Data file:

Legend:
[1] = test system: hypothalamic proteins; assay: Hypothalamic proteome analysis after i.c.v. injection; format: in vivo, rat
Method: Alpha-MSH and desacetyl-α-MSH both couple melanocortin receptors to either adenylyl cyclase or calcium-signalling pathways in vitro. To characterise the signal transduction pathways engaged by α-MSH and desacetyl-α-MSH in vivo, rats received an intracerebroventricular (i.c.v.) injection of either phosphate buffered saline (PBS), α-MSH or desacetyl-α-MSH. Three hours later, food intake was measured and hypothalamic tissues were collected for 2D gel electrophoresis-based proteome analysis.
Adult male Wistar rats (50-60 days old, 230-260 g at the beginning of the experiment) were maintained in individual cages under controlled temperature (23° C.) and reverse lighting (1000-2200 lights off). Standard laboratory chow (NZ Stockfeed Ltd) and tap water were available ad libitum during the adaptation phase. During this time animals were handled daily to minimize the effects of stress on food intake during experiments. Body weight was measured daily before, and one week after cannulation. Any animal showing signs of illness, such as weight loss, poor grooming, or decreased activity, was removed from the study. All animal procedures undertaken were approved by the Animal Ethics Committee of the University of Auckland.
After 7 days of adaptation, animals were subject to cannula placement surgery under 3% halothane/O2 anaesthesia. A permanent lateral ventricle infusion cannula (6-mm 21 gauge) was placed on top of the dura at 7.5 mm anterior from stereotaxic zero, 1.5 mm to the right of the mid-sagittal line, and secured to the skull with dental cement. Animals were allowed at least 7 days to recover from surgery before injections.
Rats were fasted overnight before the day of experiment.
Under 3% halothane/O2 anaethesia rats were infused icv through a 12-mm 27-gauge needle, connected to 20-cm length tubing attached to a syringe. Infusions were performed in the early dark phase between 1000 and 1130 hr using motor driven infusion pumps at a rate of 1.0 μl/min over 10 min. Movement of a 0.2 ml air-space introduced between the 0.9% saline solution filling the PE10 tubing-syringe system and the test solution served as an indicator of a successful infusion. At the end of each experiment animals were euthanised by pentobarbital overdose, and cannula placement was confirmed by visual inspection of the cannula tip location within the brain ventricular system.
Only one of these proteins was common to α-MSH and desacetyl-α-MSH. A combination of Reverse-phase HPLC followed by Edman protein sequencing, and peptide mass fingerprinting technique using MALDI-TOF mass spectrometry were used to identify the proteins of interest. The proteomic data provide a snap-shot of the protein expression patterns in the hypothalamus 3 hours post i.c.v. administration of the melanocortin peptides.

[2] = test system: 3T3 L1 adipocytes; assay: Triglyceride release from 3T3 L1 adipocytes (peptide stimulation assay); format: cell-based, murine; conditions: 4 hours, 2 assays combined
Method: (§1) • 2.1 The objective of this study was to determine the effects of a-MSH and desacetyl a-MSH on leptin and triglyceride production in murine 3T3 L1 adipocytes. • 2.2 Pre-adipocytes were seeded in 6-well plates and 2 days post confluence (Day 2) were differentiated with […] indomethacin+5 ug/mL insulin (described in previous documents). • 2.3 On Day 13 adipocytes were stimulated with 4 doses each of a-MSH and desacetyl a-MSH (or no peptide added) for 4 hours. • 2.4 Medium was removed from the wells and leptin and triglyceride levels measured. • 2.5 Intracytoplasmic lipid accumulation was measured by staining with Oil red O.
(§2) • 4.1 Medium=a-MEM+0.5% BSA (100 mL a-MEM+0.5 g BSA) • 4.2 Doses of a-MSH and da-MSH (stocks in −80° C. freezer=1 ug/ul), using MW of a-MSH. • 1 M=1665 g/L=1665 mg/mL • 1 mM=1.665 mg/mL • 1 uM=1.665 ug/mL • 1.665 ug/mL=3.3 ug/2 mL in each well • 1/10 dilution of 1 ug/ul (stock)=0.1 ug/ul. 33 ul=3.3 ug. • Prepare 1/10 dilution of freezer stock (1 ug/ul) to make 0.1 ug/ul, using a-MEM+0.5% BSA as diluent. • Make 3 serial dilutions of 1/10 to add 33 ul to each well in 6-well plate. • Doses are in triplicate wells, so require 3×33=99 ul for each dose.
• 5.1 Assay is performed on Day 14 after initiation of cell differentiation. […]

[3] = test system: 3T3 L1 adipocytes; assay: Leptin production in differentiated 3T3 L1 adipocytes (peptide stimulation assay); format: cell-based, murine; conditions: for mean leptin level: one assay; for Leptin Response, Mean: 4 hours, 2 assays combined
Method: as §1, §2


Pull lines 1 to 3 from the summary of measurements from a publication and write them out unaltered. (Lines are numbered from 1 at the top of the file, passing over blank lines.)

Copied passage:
Legend:
[1] = test system: hypothalamic proteins; assay: Hypothalamic proteome analysis after i.c.v. injection; format: in vivo, rat
Method: Alpha-MSH and desacetyl-α-MSH both couple melanocortin receptors to either adenylyl cyclase or calcium-signalling pathways in vitro. To characterise the signal transduction pathways engaged by α-MSH and desacetyl-α-MSH in vivo, rats received an intracerebroventricular (i.c.v.) injection of either phosphate buffered saline (PBS), α-MSH or desacetyl-α-MSH. Three hours later, food intake was measured and hypothalamic tissues were collected for 2D gel electrophoresis-based proteome analysis.